## Chapter: Object Oriented Programming and Data Structure : Sorting And Searching

quicksort has been the fastest known generic sorting algorithm in practice. Its average running time is O(N logN).

Explain in detail about Quick Sort

quicksort has been the fastest known generic sorting algorithm in practice. Its average running time is O(N logN). It is very fast, mainly due to a very tight and highly optimized inner loop. It has O(N2) worst-case performance, but this can be made exponentially unlikely with a little effort. By combining quicksort quicksort has historically been the fastest known generic sorting algorithm in practice. Its average running time is O(N logN). It is very fast, mainly due to a very tight and highly optimized inner loop. It has O(N2) worst-case performance, but this can be made exponentially unlikely with a little effort. By combining quicksort

1 template <typename Comparable>

2 void SORT( vector<Comparable> & items )

3 {

4 if( items.size( ) > 1 )

5  {

6  vector<Comparable> smaller;

7  vector<Comparable> same;

8  vector<Comparable> larger;

9

10 auto chosenItem = items[ items.size( ) / 2 ];

11

12 for( auto & i : items )

13 {

14 if( i < chosenItem )

15 smaller.push_back( std::move( i ) );

16 else if( chosenItem < i )

17 larger.push_back( std::move( i ) );

18 else

19 same.push_back( std::move( i ) );

20 }

21

22 SORT( smaller ); // Recursive call!

23 SORT( larger ); // Recursive call!

24

25 std::move( begin( smaller ), end( smaller ), begin( items ) );

26 std::move( begin( same ), end( same ), begin( items ) + smaller.size( ) );

27 std::move( begin( larger ), end( larger ), end( items ) - larger.size( ) );

28 }

29 }

Simple recursive sorting algorithm

respectable on most inputs. In fact, if the list contains large numbers of duplicates with relatively few distinct items, as is sometimes the case, then the performance is extremely good. The algorithm we have described forms the basis of the quicksort. However, by making the extra

lists, and doing so recursively, it is hard to see how we have improved upon mergesort. In fact, so far, we really haven’t. In order to do better, we must avoid using significant extra memory and

have inner loops that are clean. Thus quicksort is commonly written in a manner that avoids creating the second group (the equal items), and the algorithm has numerous subtle details that

affect the performance; therein lies the complications. We now describe the most common implementation of quicksort—“classic quicksort,” in which the input is an array, and in which no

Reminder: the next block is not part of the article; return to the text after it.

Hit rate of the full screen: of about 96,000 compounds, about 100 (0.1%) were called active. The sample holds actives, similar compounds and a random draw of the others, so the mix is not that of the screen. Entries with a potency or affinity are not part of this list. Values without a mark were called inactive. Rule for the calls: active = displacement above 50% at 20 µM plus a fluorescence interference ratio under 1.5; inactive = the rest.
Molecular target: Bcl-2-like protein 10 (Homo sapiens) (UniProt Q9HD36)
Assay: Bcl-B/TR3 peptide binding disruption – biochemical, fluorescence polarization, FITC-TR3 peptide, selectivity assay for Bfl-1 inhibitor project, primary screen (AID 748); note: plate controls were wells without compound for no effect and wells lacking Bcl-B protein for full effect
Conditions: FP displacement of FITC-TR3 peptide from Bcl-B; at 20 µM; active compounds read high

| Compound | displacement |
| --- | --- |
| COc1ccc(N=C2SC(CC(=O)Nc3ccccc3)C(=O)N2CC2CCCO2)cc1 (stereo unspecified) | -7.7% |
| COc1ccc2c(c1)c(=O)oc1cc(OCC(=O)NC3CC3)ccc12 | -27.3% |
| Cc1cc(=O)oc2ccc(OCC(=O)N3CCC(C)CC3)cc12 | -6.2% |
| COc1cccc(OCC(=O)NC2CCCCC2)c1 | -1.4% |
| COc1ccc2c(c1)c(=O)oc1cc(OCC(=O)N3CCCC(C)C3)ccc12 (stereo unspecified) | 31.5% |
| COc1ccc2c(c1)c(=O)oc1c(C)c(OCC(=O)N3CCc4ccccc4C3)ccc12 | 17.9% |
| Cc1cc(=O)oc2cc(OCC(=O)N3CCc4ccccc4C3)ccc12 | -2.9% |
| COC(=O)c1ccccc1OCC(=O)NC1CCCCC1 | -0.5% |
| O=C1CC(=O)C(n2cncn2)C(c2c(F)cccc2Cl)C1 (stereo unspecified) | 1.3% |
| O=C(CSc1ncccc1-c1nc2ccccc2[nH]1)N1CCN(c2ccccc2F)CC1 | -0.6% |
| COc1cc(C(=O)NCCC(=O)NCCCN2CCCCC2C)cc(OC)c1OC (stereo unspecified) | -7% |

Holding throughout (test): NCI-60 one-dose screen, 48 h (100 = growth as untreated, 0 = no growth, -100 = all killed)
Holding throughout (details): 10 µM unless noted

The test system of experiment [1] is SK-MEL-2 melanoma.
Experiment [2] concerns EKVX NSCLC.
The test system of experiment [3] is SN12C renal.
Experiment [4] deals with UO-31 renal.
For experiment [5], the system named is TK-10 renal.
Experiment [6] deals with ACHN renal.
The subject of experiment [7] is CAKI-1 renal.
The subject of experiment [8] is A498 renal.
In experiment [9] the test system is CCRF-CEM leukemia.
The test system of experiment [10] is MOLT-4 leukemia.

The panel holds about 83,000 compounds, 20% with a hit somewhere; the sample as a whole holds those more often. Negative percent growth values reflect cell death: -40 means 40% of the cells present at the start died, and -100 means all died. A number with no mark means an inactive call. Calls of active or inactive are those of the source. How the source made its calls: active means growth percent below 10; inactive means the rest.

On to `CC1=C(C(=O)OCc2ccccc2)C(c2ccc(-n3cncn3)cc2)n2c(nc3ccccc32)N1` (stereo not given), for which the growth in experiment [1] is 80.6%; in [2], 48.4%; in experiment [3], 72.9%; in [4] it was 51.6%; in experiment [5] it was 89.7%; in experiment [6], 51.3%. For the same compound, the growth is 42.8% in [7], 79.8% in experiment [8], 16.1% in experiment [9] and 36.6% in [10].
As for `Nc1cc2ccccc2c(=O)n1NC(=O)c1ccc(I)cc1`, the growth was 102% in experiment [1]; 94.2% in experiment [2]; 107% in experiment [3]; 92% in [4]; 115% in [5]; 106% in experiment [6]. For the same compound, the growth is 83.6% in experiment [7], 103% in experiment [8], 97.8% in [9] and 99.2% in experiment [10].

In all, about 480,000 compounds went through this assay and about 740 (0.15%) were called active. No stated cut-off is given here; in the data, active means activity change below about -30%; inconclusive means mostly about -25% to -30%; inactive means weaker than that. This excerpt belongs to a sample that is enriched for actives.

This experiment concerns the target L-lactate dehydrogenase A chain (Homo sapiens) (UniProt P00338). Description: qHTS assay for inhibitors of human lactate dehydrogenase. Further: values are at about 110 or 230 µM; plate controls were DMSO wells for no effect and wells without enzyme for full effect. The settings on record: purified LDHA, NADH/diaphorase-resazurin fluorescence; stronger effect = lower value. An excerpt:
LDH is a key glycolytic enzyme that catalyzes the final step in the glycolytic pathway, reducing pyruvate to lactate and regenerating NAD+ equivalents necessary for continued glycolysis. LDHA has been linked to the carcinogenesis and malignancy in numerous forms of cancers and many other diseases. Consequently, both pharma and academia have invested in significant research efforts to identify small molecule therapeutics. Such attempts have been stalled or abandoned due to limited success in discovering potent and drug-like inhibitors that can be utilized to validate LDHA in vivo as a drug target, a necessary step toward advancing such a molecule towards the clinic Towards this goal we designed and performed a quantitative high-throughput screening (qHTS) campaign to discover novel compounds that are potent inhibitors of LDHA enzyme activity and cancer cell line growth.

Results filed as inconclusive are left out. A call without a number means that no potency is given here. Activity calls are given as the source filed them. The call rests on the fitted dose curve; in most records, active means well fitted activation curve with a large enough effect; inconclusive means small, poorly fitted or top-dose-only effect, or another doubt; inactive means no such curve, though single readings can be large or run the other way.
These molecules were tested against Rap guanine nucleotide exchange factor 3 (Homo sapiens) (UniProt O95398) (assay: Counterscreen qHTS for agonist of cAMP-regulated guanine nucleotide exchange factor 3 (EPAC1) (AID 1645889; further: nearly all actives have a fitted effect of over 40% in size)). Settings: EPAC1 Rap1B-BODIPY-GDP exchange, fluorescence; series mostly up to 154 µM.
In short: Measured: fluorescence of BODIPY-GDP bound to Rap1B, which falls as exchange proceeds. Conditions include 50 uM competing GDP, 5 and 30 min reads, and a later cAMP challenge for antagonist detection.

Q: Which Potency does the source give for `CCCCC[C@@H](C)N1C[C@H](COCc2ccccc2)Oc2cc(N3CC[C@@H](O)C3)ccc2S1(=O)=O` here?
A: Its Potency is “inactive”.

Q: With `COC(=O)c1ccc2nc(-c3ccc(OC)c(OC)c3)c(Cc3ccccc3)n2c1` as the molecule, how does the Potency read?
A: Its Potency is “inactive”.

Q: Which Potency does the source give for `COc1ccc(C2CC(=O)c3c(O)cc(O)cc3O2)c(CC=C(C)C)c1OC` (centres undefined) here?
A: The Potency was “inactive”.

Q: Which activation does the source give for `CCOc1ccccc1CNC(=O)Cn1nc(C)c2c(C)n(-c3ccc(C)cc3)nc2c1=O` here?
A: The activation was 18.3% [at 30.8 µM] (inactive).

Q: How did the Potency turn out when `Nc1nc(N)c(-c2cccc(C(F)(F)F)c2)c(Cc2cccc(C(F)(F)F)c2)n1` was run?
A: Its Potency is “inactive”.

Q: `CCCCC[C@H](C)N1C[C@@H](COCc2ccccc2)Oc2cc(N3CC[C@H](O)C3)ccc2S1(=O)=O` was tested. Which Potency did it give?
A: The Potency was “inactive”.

extra arrays are created by the algorithm. The classic quicksort algorithm to sort an array S consists of the following four easy steps:

1. If the number of elements in S is 0 or 1, then return.

2. Pick any element v in S. This is called the pivot.

3. Partition S {v} (the remaining elements in S) into two disjoint groups: S1 = {x} S {v}|x v}, and S2 = {x S {v}|x v}.

4. Return {quicksort(S1) followed by v followed by quicksort(S2)}.

Since the partition step ambiguously describes what to do with elements equal to the pivot, this becomes a design decision. Part of a good implementation is handling this case as efficiently as possible. Intuitively, we would hope that about half the elements that are equal to the pivot go into S1 and the other half into S2, much as we like binary search trees to be balanced.Thefigureshows the action of quicksort on a set of numbers. The pivot is chosen (by chance) to be 65. The remaining elements in the set are partitioned into two smaller sets. Recursively sorting the set of smaller numbers yields 0, 13, 26, 31, 43, 57 (by rule 3of recursion). The set of large numbers is similarly sorted. The sorted arrangement of theentire set is then trivially obtained.It should be clear that this algorithm works, but it is not clear why it is any fasterthan mergesort. Like mergesort, it recursively solves two subproblems and requires linear additional work (step 3), but, unlike mergesort, the subproblems are not guaranteed to be of equal size, which is potentially bad. The reason that quicksort is faster is that the partitioning step can actually be performed in place and very efficiently. This efficiency more than makes up for the lack of equal-sized recursive calls. The algorithm as described so far lacks quite a few details, which we now fill in. There are many ways to implement steps 2 and 3; the method presented here is the result of extensive analysis and empirical study and represents a very efficient way to implement quicksort. Even the slightest deviations from this method can cause surprisingly bad results.

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Object Oriented Programming and Data Structure : Sorting And Searching : Detail about Quick Sort |